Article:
“Hey bud, here you go.” I looked over to my right when hearing these words, only to see a young man handing a meal to an older homeless gentleman sitting on the sidewalk. I know, there’s a long debate about whether such an action actually helps those in need. But in the world in which we live, we need all the acts of loving kindness we can muster.

As I travel the country, I hear people from all walks of life, from all political persuasions, from all faiths and incomes, lament the state of our nation.

Recently, I sat in a discussion where people divvied themselves up into opposing camps on an issue and then abruptly stopped talking for fear of ending up in a heated battle. On another occasion, I was in a Midwestern town where people of different political parties saw each other as sworn enemies. Each day, as I watch television news, you would think we are in some kind of civil war, where opponents spew hatred, innuendos and outright lies.

We all know that such overblown rhetoric, overwrought feelings, overdone posturing are leading us down a dangerous path. We risk seeing one another as playing on opposing teams wearing different jerseys; we risk cartooning one another’s vital views and heartfelt emotions; we risk dehumanizing one another.

What then is left? Where do we go? How do we make any kind of collective progress?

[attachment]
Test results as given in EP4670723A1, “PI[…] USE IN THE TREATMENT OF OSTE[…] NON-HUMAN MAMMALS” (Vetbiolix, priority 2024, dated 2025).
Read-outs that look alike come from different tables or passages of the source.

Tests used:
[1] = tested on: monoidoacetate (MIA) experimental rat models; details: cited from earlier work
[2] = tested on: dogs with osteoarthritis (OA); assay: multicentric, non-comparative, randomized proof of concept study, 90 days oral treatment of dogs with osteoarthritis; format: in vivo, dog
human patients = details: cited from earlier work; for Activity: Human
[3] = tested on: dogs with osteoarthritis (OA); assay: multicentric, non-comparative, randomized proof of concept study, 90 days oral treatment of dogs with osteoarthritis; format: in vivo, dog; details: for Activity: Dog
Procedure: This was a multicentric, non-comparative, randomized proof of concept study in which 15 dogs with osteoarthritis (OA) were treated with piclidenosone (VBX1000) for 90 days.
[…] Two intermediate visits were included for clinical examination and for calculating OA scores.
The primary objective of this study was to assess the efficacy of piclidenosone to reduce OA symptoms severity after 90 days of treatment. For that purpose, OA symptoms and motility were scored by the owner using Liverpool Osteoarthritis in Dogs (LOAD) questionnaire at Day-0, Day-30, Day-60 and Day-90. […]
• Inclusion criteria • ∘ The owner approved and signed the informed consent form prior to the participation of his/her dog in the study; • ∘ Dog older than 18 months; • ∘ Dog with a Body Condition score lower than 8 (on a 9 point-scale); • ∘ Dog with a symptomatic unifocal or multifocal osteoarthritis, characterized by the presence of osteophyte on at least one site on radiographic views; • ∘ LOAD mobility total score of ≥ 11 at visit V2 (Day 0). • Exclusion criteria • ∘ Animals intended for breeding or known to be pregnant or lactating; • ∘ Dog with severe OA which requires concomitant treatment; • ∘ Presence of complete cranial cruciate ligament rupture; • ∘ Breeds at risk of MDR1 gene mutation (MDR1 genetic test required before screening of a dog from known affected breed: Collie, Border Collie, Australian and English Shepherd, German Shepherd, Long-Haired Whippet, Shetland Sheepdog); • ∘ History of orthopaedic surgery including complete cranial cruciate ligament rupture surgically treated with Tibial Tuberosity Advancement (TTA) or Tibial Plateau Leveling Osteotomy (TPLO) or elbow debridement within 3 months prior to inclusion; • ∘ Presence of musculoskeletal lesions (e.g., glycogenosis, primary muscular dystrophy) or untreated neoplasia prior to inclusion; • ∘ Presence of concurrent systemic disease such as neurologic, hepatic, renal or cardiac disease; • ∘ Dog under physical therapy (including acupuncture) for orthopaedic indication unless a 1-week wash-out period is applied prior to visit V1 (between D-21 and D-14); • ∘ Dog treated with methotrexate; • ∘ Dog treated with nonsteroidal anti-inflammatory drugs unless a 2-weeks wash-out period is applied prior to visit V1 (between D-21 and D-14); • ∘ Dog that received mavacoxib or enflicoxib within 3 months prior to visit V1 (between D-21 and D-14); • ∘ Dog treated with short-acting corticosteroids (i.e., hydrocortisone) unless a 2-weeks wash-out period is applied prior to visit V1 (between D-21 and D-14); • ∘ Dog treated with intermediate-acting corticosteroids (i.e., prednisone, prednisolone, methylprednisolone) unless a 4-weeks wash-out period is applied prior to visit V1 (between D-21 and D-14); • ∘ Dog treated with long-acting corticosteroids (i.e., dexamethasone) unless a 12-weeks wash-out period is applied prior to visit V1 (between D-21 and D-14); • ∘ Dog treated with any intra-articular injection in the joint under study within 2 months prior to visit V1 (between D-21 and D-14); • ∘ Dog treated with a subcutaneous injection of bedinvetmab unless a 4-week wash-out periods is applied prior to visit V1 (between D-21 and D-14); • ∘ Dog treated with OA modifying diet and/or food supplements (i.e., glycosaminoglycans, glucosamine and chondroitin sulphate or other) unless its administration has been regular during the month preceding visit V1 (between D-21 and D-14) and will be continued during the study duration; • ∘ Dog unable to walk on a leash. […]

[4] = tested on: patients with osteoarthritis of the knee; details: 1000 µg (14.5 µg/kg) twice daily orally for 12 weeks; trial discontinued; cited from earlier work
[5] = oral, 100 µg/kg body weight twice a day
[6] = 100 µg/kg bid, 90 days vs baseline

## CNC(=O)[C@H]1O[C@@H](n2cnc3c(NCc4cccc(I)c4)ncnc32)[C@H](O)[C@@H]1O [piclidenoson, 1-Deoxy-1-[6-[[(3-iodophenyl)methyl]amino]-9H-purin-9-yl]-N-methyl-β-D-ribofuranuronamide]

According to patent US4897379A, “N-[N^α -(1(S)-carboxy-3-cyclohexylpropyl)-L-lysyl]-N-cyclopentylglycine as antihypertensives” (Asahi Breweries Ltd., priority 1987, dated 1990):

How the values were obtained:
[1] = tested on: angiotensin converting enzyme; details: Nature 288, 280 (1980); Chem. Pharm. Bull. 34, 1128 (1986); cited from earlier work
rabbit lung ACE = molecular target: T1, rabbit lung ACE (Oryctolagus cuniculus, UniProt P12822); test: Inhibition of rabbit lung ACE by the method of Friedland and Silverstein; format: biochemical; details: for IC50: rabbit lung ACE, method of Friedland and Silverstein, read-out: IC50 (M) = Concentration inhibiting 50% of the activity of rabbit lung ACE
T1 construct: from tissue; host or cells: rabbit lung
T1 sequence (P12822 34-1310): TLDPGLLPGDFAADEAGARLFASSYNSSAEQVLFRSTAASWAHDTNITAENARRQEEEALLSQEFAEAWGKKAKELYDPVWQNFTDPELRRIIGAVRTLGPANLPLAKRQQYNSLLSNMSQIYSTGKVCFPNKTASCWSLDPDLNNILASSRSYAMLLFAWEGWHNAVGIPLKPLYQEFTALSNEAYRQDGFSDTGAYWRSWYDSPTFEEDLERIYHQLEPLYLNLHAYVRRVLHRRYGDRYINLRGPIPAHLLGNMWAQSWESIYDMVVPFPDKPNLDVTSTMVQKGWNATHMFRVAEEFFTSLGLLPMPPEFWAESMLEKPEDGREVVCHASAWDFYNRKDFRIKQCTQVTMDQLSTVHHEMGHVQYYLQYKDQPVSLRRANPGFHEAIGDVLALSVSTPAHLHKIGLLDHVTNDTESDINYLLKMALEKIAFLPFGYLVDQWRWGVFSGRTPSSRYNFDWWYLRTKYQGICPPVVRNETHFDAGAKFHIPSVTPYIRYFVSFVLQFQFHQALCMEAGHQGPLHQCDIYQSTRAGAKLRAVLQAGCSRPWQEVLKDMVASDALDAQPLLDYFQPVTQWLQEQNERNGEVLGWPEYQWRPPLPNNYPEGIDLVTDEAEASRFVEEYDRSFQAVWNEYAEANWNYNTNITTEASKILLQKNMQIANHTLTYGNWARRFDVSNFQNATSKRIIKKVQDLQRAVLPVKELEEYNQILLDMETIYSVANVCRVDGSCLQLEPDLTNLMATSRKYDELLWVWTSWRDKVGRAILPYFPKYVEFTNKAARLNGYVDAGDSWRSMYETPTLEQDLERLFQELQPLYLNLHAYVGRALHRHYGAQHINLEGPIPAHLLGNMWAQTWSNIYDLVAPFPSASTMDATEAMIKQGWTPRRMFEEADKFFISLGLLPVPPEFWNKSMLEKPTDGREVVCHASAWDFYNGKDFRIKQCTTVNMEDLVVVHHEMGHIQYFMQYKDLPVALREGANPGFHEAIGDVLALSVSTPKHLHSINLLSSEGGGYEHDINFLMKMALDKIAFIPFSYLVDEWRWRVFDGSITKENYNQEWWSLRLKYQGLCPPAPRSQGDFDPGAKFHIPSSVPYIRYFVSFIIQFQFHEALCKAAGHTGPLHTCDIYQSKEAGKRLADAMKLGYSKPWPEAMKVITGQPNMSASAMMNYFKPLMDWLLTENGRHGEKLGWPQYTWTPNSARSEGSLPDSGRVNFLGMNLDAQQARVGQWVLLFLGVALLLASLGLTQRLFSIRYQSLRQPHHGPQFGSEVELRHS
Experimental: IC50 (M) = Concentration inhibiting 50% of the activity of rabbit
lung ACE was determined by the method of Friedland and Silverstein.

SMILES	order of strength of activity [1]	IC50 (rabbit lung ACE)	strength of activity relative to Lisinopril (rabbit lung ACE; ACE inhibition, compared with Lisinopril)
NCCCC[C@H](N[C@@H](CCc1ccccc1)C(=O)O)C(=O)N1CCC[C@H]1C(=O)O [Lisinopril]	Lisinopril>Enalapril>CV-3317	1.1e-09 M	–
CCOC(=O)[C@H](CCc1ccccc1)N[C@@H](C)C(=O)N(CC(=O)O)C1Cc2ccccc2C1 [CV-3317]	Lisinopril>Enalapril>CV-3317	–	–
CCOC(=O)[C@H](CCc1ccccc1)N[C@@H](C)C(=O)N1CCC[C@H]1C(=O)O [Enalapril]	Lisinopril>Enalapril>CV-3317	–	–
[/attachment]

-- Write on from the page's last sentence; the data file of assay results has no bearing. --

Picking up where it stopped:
We are failing to see and hear one another. We have forgotten the intrinsic value of one another. Human dignity becomes a victim. 

I have long argued that we need real change in our society, which will take true collective action. I have often thought that individual acts of goodness cannot replace such action. But today we urgently need more individual acts of loving kindness.

Such acts come in many forms—saying hello to the stranger, holding the door for another individual, offering up your seat on public transit, providing someone a compliment, visiting the sick, buying the person near you a meal.

These acts may not bring about the transformational societal change that you or I seek. They will, however, re-sensitize us to one another. They will, however, awaken some of our deadened senses. They will, however, shine a small light in what can be dark times. They will lift spirits and make us more human.

It’s a good place to start.

Richard C. Harwood is president and founder of The Harwood Institute for Public Innovation, a nonpartisan, non-profit organization located in Bethesda, Md.